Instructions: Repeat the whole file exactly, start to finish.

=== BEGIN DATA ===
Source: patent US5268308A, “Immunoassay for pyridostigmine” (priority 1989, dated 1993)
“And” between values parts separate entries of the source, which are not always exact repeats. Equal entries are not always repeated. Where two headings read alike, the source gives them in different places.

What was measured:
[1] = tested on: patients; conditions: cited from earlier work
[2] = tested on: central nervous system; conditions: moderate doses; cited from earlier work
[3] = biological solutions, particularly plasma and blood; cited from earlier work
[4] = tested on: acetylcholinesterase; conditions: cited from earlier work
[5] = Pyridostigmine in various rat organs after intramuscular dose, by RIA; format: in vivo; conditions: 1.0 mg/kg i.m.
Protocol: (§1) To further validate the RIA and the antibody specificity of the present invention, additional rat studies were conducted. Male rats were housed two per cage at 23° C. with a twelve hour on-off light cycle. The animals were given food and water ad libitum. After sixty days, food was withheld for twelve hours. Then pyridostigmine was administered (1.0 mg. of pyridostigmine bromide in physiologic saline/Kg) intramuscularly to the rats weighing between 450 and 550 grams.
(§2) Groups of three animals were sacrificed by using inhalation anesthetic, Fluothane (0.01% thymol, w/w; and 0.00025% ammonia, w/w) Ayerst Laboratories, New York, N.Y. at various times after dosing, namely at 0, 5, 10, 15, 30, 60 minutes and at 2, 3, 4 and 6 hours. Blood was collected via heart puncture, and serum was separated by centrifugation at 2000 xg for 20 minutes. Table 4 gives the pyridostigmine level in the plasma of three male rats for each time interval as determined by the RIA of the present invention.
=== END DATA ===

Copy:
Source: patent US5268308A, “Immunoassay for pyridostigmine” (priority 1989, dated 1993)
“And” between values parts separate entries of the source, which are not always exact repeats. Equal entries are not always repeated. Where two headings read alike, the source gives them in different places.

What was measured:
[1] = tested on: patients; conditions: cited from earlier work
[2] = tested on: central nervous system; conditions: moderate doses; cited from earlier work
[3] = biological solutions, particularly plasma and blood; cited from earlier work
[4] = tested on: acetylcholinesterase; conditions: cited from earlier work
[5] = Pyridostigmine in various rat organs after intramuscular dose, by RIA; format: in vivo; conditions: 1.0 mg/kg i.m.
Protocol: (§1) To further validate the RIA and the antibody specificity of the present invention, additional rat studies were conducted. Male rats were housed two per cage at 23° C. with a twelve hour on-off light cycle. The animals were given food and water ad libitum. After sixty days, food was withheld for twelve hours. Then pyridostigmine was administered (1.0 mg. of pyridostigmine bromide in physiologic saline/Kg) intramuscularly to the rats weighing between 450 and 550 grams.
(§2) Groups of three animals were sacrificed by using inhalation anesthetic, Fluothane (0.01% thymol, w/w; and 0.00025% ammonia, w/w) Ayerst Laboratories, New York, N.Y. at various times after dosing, namely at 0, 5, 10, 15, 30, 60 minutes and at 2, 3, 4 and 6 hours. Blood was collected via heart puncture, and serum was separated by centrifugation at 2000 xg for 20 minutes. Table 4 gives the pyridostigmine level in the plasma of three male rats for each time interval as determined by the RIA of the present invention.